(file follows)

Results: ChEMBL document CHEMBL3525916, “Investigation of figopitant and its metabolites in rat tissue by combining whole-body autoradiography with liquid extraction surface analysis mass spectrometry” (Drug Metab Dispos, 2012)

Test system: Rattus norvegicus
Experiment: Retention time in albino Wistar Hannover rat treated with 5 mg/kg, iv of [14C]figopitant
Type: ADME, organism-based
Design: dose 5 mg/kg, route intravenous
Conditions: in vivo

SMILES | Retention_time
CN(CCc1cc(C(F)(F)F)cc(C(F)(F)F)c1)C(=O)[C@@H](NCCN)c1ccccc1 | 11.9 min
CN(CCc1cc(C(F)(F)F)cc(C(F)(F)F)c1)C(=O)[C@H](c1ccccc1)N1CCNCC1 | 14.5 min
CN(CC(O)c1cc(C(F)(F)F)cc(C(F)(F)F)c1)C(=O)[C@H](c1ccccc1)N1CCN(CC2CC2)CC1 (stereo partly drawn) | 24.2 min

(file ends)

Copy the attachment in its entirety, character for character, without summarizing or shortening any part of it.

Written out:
Results: ChEMBL document CHEMBL3525916, “Investigation of figopitant and its metabolites in rat tissue by combining whole-body autoradiography with liquid extraction surface analysis mass spectrometry” (Drug Metab Dispos, 2012)

Test system: Rattus norvegicus
Experiment: Retention time in albino Wistar Hannover rat treated with 5 mg/kg, iv of [14C]figopitant
Type: ADME, organism-based
Design: dose 5 mg/kg, route intravenous
Conditions: in vivo

SMILES | Retention_time
CN(CCc1cc(C(F)(F)F)cc(C(F)(F)F)c1)C(=O)[C@@H](NCCN)c1ccccc1 | 11.9 min
CN(CCc1cc(C(F)(F)F)cc(C(F)(F)F)c1)C(=O)[C@H](c1ccccc1)N1CCNCC1 | 14.5 min
CN(CC(O)c1cc(C(F)(F)F)cc(C(F)(F)F)c1)C(=O)[C@H](c1ccccc1)N1CCN(CC2CC2)CC1 (stereo partly drawn) | 24.2 min